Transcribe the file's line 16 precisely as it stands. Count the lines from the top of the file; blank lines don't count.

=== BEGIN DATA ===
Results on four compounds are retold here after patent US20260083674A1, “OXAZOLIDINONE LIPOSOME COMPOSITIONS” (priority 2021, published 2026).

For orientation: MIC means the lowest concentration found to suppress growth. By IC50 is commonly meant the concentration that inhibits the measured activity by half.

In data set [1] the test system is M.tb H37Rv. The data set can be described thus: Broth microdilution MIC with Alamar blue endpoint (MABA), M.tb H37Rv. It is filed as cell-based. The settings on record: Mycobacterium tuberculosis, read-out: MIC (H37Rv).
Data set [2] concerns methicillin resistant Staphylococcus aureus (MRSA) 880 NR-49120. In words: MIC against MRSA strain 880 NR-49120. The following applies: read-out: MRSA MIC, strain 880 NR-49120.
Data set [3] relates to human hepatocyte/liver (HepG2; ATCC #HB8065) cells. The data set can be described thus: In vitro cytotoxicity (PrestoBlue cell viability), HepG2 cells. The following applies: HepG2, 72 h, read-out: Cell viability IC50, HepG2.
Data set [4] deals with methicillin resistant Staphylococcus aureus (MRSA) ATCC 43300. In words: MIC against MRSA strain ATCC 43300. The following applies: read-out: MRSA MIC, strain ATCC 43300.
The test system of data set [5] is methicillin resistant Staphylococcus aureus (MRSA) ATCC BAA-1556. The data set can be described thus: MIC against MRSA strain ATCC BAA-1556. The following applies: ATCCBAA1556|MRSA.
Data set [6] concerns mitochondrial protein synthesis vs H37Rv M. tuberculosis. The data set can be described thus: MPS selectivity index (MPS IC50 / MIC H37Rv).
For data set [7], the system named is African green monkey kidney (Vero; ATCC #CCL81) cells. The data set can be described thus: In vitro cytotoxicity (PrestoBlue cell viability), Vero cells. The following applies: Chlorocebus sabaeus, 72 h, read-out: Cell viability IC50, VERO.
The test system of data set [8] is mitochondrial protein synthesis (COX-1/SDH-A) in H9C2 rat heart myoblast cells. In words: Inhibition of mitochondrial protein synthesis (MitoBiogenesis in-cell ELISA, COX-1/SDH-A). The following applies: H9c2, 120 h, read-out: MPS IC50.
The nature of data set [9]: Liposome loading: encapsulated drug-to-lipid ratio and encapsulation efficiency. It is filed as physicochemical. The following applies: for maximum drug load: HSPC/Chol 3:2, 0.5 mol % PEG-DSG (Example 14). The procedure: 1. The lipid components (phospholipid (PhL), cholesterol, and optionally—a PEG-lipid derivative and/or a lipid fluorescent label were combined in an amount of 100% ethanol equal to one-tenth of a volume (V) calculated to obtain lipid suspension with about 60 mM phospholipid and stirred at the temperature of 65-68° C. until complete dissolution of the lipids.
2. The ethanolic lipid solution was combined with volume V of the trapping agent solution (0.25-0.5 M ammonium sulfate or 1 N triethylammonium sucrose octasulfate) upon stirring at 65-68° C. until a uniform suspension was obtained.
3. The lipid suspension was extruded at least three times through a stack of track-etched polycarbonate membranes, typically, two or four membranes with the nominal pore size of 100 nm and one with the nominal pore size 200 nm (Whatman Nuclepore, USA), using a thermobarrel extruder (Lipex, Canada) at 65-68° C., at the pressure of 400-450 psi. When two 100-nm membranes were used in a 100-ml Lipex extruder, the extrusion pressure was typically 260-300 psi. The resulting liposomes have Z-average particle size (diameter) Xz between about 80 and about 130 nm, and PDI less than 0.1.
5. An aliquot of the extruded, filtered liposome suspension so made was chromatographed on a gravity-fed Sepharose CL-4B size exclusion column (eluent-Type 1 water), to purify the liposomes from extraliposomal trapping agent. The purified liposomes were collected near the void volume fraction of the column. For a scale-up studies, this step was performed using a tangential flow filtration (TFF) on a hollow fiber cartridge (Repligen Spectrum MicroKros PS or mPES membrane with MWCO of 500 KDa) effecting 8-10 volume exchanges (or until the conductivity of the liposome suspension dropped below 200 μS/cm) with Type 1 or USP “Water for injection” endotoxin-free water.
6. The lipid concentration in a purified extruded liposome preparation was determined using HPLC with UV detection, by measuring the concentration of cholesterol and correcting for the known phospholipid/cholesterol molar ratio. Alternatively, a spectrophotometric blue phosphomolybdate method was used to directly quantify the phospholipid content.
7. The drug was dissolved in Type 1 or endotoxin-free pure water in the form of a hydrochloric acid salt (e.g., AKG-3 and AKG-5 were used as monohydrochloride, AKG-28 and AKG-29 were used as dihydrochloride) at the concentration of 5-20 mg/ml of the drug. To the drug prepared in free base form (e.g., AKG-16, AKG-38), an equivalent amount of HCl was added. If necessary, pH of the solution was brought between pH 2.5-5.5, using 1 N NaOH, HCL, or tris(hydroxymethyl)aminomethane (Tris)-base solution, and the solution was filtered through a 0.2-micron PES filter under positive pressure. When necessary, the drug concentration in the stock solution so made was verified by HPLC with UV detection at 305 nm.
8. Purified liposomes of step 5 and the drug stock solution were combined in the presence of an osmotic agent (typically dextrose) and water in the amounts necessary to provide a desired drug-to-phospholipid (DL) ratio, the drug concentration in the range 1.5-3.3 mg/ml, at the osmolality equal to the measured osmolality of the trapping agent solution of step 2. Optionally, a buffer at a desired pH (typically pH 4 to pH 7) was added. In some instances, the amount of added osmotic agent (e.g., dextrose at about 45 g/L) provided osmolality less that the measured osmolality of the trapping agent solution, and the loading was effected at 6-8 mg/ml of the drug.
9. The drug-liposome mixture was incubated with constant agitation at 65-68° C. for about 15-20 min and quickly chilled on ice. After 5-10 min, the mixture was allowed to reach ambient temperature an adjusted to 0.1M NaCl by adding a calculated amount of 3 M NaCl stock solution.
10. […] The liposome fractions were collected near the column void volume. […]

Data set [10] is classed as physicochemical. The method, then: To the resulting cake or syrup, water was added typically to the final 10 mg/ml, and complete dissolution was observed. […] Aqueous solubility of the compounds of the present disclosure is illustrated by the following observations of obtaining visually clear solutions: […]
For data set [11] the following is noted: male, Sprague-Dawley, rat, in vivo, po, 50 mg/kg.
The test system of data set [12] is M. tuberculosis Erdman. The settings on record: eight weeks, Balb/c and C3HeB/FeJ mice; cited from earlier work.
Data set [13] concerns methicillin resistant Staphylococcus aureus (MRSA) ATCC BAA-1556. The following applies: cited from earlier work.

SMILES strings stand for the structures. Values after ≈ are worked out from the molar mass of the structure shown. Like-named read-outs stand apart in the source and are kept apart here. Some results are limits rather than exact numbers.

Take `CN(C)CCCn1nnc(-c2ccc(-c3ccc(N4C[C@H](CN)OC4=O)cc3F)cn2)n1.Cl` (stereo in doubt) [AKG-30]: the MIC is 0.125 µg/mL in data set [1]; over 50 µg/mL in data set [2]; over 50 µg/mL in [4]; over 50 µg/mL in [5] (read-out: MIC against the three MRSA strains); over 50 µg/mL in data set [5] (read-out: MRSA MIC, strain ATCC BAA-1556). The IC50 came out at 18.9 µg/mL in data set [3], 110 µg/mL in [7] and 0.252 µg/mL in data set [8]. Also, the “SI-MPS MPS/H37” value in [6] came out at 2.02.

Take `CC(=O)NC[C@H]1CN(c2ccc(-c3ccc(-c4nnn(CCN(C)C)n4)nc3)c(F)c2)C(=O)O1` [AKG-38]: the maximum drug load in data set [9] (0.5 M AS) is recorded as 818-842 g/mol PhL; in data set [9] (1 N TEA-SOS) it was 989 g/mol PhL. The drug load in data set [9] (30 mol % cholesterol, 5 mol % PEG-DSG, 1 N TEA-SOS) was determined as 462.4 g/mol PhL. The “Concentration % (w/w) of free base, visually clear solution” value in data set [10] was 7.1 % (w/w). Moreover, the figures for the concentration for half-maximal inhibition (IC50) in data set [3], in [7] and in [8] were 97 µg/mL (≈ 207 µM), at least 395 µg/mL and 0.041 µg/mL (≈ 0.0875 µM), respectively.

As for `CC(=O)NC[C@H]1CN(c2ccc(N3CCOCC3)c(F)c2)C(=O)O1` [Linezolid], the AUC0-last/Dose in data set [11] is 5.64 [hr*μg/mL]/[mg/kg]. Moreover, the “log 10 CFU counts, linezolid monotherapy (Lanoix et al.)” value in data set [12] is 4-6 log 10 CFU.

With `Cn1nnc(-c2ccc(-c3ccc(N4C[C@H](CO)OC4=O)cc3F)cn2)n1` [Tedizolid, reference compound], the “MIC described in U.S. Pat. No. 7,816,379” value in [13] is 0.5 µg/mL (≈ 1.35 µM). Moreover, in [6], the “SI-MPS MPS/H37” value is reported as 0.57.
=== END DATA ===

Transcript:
7. The drug was dissolved in Type 1 or endotoxin-free pure water in the form of a hydrochloric acid salt (e.g., AKG-3 and AKG-5 were used as monohydrochloride, AKG-28 and AKG-29 were used as dihydrochloride) at the concentration of 5-20 mg/ml of the drug. To the drug prepared in free base form (e.g., AKG-16, AKG-38), an equivalent amount of HCl was added. If necessary, pH of the solution was brought between pH 2.5-5.5, using 1 N NaOH, HCL, or tris(hydroxymethyl)aminomethane (Tris)-base solution, and the solution was filtered through a 0.2-micron PES filter under positive pressure. When necessary, the drug concentration in the stock solution so made was verified by HPLC with UV detection at 305 nm.